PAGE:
By specifying pessimistic versions, you give up some of the control from exact versions, but adding and updating dependencies becomes much easier, and versions won’t change to drastically without your knowledge.
You can also tell Bundler that you don’t care at all by leaving the version out entirely. In this case, Bundler will install the latest versions of all your dependencies that work together. It’s worth noting that you still get a reliable development environment, because Bundler stores the versions of all your dependencies separately in
Gemfile.lock. This means that running
bundle won’t change the installed versions of any dependencies it doesn’t need to.
Leaving the version out is less work initially, since you don’t have to look up the version or add it to the file. It doesn’t restrict Bundler at all, which means it can do the best job possible of finding versions that work together. It also makes it extremely easy to update all your gems, since everything will get the latest version from a
However, without placing any restrictions on the version, you open yourself up to dramatic updates in your gems. Running a
bundle update may result in backwards-incompatible changes to your dependencies, and the risk of introducing newer versions of gems with new bugs is higher.
The benefits and drawbacks to these three approaches have led us to a combined approach that treats each gem specially.
Frameworks like Rails are especially likely to introduce breaks, even with patch updates, so locking such gems to an exact version is best. Upgrading your framework needs to be handled manually as a separate task, and locking to an exact version allows you to decide when to undertake that work.
Many gems have a strong history of backwards-compatibility, such as pg, thin, and debugger. Breakage from upgrading those gems is unlikely and will be spotted immediately, so specifying a version number is unnecessary.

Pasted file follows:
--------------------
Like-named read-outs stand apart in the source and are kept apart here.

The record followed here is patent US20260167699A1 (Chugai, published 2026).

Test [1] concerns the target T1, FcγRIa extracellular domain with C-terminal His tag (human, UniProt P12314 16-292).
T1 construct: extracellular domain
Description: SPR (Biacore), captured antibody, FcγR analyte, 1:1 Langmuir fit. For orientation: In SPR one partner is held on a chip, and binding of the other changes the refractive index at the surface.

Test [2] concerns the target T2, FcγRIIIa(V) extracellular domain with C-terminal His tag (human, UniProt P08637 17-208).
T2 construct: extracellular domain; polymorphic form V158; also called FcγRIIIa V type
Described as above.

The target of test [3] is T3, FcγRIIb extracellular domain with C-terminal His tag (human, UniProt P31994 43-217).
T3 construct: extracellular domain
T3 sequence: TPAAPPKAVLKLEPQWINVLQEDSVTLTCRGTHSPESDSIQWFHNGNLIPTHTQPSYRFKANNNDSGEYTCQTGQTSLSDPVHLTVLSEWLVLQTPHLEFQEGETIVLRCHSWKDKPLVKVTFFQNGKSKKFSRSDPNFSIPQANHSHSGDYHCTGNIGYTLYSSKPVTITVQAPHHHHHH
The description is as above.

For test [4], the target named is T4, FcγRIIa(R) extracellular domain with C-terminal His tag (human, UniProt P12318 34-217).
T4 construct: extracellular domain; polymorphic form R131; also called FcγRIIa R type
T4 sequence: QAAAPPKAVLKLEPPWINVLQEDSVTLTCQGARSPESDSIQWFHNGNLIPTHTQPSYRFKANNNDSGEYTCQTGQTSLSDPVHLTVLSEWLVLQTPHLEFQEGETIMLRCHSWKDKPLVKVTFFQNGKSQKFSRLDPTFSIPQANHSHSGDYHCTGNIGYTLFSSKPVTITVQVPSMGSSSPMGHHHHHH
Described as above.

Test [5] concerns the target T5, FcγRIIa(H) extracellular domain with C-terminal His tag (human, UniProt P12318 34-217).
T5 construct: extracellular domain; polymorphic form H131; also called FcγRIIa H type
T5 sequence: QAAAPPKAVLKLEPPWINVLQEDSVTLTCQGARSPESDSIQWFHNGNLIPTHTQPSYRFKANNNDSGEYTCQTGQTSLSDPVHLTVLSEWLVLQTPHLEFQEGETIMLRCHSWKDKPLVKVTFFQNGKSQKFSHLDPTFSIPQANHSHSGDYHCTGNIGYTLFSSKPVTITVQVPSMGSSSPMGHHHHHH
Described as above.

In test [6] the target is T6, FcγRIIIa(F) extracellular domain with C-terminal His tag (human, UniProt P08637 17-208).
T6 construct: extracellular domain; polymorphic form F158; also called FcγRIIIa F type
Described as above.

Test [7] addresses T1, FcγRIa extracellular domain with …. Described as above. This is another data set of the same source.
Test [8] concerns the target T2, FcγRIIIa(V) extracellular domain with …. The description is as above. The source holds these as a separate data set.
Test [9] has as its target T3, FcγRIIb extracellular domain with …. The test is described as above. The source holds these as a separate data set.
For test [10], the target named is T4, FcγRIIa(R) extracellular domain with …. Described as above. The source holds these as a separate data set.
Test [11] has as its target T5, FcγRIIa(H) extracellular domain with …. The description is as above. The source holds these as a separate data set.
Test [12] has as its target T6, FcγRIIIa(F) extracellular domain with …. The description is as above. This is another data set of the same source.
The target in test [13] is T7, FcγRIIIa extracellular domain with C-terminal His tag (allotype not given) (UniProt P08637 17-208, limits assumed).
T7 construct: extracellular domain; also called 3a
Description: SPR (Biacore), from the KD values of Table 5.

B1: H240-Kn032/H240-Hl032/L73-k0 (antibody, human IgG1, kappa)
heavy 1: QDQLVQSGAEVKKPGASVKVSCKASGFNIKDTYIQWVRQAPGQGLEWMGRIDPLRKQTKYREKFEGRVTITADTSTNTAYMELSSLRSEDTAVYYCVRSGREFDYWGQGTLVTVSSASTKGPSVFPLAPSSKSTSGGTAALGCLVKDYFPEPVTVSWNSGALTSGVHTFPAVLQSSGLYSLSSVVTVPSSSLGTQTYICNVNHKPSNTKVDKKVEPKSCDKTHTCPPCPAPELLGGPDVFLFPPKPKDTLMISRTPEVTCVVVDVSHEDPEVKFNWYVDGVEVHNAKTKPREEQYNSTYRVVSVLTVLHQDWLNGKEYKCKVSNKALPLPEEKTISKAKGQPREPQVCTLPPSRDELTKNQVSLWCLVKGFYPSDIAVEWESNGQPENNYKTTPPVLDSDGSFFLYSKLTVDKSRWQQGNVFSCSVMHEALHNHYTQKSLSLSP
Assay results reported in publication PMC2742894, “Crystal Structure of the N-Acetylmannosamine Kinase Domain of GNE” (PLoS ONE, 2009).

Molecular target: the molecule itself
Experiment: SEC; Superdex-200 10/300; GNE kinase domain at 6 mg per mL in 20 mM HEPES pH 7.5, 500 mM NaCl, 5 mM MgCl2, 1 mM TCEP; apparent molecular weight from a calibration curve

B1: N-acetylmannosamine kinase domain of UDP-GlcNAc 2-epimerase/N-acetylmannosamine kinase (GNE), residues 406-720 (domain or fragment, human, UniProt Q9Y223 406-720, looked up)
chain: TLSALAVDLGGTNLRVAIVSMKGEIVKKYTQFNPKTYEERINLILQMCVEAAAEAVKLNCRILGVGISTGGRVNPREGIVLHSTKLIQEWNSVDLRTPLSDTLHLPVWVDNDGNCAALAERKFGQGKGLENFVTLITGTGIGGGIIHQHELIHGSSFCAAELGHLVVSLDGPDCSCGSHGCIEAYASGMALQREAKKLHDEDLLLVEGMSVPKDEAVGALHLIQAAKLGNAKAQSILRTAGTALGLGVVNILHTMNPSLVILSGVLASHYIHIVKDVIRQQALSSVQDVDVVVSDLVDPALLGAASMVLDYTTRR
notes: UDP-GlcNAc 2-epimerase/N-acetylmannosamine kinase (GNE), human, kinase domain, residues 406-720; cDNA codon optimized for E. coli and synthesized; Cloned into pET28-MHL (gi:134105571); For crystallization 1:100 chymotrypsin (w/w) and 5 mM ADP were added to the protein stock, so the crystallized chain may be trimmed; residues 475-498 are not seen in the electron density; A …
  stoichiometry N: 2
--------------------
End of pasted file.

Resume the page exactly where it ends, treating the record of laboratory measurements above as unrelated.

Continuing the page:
Other gems frequently have backwards-incompatible changes but are reliable between minor or patch versions. Examples include rspec, factory_girl, and capybara. These gems are good candidates for pessimistic versions.
Using the correct version restriction for each gem expresses purpose and intention for those gems. Using an exact version represents a fragile dependency; using no version represents a safe and loose dependency that can be updated often. When updating or adding dependencies, use an intention-revealing git commit message that delivers meaningful information to the current and future team.
You’re going to need to upgrade your application’s dependencies. Security vulnerabilities are discovered, new features arrive to increase productivity, and bugs are fixed. Interdependencies will force you to update more gems than you intend to, and each upgrade requires debugging and fixing incompatibilities in your application. Therefore, it’s best to upgrade continually, in little steps.
If you tighten the reins too much on your dependencies, it will discourage you from updating frequently. Find a balance that works for your application, your team, and your dependencies, but make sure that you give yourself enough room for continuous updates.
We’d like to thank Josh Susser for contributing to this discussion and helping us to find our healthy mix.